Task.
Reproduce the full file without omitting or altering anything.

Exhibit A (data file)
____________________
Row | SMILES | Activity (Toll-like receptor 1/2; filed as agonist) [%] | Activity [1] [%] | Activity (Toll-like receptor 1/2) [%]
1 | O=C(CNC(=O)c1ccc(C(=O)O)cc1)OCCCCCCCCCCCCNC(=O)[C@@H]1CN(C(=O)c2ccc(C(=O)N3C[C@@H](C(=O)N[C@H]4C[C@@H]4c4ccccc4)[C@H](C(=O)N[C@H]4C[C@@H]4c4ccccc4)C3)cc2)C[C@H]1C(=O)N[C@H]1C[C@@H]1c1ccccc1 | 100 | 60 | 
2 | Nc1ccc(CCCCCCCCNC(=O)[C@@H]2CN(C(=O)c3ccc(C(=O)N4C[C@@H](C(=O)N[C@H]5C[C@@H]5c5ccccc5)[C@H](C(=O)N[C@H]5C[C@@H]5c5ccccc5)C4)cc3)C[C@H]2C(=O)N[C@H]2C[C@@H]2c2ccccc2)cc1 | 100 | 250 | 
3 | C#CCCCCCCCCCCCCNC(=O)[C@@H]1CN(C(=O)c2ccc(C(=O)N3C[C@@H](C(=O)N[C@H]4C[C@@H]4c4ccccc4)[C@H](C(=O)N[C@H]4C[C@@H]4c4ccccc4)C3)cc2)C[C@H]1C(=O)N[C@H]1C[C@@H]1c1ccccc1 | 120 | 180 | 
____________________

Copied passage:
Row | SMILES | Activity (Toll-like receptor 1/2; filed as agonist) [%] | Activity [1] [%] | Activity (Toll-like receptor 1/2) [%]
1 | O=C(CNC(=O)c1ccc(C(=O)O)cc1)OCCCCCCCCCCCCNC(=O)[C@@H]1CN(C(=O)c2ccc(C(=O)N3C[C@@H](C(=O)N[C@H]4C[C@@H]4c4ccccc4)[C@H](C(=O)N[C@H]4C[C@@H]4c4ccccc4)C3)cc2)C[C@H]1C(=O)N[C@H]1C[C@@H]1c1ccccc1 | 100 | 60 | 
2 | Nc1ccc(CCCCCCCCNC(=O)[C@@H]2CN(C(=O)c3ccc(C(=O)N4C[C@@H](C(=O)N[C@H]5C[C@@H]5c5ccccc5)[C@H](C(=O)N[C@H]5C[C@@H]5c5ccccc5)C4)cc3)C[C@H]2C(=O)N[C@H]2C[C@@H]2c2ccccc2)cc1 | 100 | 250 | 
3 | C#CCCCCCCCCCCCCNC(=O)[C@@H]1CN(C(=O)c2ccc(C(=O)N3C[C@@H](C(=O)N[C@H]4C[C@@H]4c4ccccc4)[C@H](C(=O)N[C@H]4C[C@@H]4c4ccccc4)C3)cc2)C[C@H]1C(=O)N[C@H]1C[C@@H]1c1ccccc1 | 120 | 180 | 